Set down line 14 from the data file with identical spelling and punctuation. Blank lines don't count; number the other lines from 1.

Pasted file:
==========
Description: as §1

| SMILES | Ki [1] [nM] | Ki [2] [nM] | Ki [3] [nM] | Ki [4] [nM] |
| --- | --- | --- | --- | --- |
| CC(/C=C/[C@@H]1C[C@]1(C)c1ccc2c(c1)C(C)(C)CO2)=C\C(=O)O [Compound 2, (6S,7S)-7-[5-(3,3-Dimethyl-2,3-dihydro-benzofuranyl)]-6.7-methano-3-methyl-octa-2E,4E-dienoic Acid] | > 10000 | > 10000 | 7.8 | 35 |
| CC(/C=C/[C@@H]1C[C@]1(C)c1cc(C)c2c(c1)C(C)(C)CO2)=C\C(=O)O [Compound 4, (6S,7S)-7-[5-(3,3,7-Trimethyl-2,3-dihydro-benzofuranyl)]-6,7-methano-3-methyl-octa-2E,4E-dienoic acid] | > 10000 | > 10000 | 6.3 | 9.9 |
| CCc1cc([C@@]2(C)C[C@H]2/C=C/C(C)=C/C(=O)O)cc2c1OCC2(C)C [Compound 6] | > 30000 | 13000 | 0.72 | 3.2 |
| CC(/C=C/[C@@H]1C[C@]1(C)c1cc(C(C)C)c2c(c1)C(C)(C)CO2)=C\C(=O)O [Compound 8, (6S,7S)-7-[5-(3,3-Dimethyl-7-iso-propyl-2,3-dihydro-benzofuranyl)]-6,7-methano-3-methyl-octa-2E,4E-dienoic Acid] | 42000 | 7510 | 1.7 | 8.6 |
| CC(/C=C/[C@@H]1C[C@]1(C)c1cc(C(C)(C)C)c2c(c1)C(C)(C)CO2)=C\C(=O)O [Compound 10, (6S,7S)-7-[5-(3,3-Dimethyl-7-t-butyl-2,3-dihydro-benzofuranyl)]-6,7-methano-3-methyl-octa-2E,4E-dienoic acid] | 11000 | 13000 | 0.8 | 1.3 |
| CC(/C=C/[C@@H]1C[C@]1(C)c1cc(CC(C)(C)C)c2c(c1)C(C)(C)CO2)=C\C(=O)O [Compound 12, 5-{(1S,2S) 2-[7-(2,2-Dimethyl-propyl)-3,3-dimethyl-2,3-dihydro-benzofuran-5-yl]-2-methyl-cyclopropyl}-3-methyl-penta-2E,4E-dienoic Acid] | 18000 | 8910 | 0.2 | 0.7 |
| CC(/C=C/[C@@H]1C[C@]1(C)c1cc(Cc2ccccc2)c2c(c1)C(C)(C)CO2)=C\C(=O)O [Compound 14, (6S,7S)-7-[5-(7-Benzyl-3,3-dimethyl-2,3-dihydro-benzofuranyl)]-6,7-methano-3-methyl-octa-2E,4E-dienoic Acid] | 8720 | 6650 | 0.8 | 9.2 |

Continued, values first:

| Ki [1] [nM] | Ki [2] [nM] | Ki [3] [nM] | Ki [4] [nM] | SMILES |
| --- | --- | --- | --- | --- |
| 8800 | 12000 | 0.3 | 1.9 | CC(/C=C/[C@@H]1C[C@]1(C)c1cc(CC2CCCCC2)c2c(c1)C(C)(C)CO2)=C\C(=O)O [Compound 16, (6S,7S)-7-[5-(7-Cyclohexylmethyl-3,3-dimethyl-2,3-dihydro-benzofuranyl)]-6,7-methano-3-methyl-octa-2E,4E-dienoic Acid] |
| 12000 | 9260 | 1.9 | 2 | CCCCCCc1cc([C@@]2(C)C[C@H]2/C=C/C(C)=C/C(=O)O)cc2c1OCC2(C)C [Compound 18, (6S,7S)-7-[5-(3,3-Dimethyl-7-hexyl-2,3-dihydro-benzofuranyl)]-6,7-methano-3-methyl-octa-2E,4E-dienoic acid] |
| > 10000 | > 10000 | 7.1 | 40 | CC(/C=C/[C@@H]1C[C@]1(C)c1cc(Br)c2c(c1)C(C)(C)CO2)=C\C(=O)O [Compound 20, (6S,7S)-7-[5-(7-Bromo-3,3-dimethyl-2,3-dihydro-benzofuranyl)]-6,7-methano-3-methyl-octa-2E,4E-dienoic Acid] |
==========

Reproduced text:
| 8800 | 12000 | 0.3 | 1.9 | CC(/C=C/[C@@H]1C[C@]1(C)c1cc(CC2CCCCC2)c2c(c1)C(C)(C)CO2)=C\C(=O)O [Compound 16, (6S,7S)-7-[5-(7-Cyclohexylmethyl-3,3-dimethyl-2,3-dihydro-benzofuranyl)]-6,7-methano-3-methyl-octa-2E,4E-dienoic Acid] |